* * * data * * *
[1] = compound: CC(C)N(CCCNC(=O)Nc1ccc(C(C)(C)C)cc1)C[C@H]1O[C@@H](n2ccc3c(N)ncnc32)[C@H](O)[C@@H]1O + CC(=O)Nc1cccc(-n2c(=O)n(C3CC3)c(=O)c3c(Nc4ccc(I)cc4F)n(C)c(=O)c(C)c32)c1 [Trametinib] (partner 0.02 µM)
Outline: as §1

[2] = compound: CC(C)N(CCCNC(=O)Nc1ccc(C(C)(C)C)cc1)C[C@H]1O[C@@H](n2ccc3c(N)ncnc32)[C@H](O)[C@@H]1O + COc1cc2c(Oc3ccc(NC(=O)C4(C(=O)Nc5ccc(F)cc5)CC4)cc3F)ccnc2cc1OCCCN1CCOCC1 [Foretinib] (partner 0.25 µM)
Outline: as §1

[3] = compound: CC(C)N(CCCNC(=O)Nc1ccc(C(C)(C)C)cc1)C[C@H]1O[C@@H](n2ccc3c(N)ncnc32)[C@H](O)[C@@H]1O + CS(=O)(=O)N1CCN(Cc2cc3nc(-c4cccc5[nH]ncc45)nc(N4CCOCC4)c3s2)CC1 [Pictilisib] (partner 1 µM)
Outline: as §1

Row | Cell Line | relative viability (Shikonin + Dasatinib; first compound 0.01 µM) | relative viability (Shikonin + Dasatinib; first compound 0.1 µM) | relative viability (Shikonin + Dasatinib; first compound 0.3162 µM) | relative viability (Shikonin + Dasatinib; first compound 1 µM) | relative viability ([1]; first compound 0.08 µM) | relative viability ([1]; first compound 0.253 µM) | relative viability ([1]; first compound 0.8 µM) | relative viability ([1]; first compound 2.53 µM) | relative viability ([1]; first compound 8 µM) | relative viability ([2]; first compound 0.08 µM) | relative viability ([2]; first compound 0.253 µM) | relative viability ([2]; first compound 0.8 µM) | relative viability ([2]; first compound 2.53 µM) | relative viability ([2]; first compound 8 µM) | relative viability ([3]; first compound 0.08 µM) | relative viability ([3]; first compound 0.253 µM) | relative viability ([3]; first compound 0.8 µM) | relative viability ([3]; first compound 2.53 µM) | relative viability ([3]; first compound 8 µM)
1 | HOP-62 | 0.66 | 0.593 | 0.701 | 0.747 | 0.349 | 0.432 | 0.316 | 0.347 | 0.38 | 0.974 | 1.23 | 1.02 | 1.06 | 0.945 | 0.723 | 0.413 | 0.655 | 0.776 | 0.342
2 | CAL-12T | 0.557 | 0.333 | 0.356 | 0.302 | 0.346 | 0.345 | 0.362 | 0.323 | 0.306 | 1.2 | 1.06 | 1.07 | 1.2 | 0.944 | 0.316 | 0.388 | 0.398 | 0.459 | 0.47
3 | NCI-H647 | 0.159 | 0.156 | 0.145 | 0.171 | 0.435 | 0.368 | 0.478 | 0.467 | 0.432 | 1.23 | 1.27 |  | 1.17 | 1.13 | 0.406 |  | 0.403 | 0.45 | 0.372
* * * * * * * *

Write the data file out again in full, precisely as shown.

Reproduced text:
[1] = compound: CC(C)N(CCCNC(=O)Nc1ccc(C(C)(C)C)cc1)C[C@H]1O[C@@H](n2ccc3c(N)ncnc32)[C@H](O)[C@@H]1O + CC(=O)Nc1cccc(-n2c(=O)n(C3CC3)c(=O)c3c(Nc4ccc(I)cc4F)n(C)c(=O)c(C)c32)c1 [Trametinib] (partner 0.02 µM)
Outline: as §1

[2] = compound: CC(C)N(CCCNC(=O)Nc1ccc(C(C)(C)C)cc1)C[C@H]1O[C@@H](n2ccc3c(N)ncnc32)[C@H](O)[C@@H]1O + COc1cc2c(Oc3ccc(NC(=O)C4(C(=O)Nc5ccc(F)cc5)CC4)cc3F)ccnc2cc1OCCCN1CCOCC1 [Foretinib] (partner 0.25 µM)
Outline: as §1

[3] = compound: CC(C)N(CCCNC(=O)Nc1ccc(C(C)(C)C)cc1)C[C@H]1O[C@@H](n2ccc3c(N)ncnc32)[C@H](O)[C@@H]1O + CS(=O)(=O)N1CCN(Cc2cc3nc(-c4cccc5[nH]ncc45)nc(N4CCOCC4)c3s2)CC1 [Pictilisib] (partner 1 µM)
Outline: as §1

Row | Cell Line | relative viability (Shikonin + Dasatinib; first compound 0.01 µM) | relative viability (Shikonin + Dasatinib; first compound 0.1 µM) | relative viability (Shikonin + Dasatinib; first compound 0.3162 µM) | relative viability (Shikonin + Dasatinib; first compound 1 µM) | relative viability ([1]; first compound 0.08 µM) | relative viability ([1]; first compound 0.253 µM) | relative viability ([1]; first compound 0.8 µM) | relative viability ([1]; first compound 2.53 µM) | relative viability ([1]; first compound 8 µM) | relative viability ([2]; first compound 0.08 µM) | relative viability ([2]; first compound 0.253 µM) | relative viability ([2]; first compound 0.8 µM) | relative viability ([2]; first compound 2.53 µM) | relative viability ([2]; first compound 8 µM) | relative viability ([3]; first compound 0.08 µM) | relative viability ([3]; first compound 0.253 µM) | relative viability ([3]; first compound 0.8 µM) | relative viability ([3]; first compound 2.53 µM) | relative viability ([3]; first compound 8 µM)
1 | HOP-62 | 0.66 | 0.593 | 0.701 | 0.747 | 0.349 | 0.432 | 0.316 | 0.347 | 0.38 | 0.974 | 1.23 | 1.02 | 1.06 | 0.945 | 0.723 | 0.413 | 0.655 | 0.776 | 0.342
2 | CAL-12T | 0.557 | 0.333 | 0.356 | 0.302 | 0.346 | 0.345 | 0.362 | 0.323 | 0.306 | 1.2 | 1.06 | 1.07 | 1.2 | 0.944 | 0.316 | 0.388 | 0.398 | 0.459 | 0.47
3 | NCI-H647 | 0.159 | 0.156 | 0.145 | 0.171 | 0.435 | 0.368 | 0.478 | 0.467 | 0.432 | 1.23 | 1.27 |  | 1.17 | 1.13 | 0.406 |  | 0.403 | 0.45 | 0.372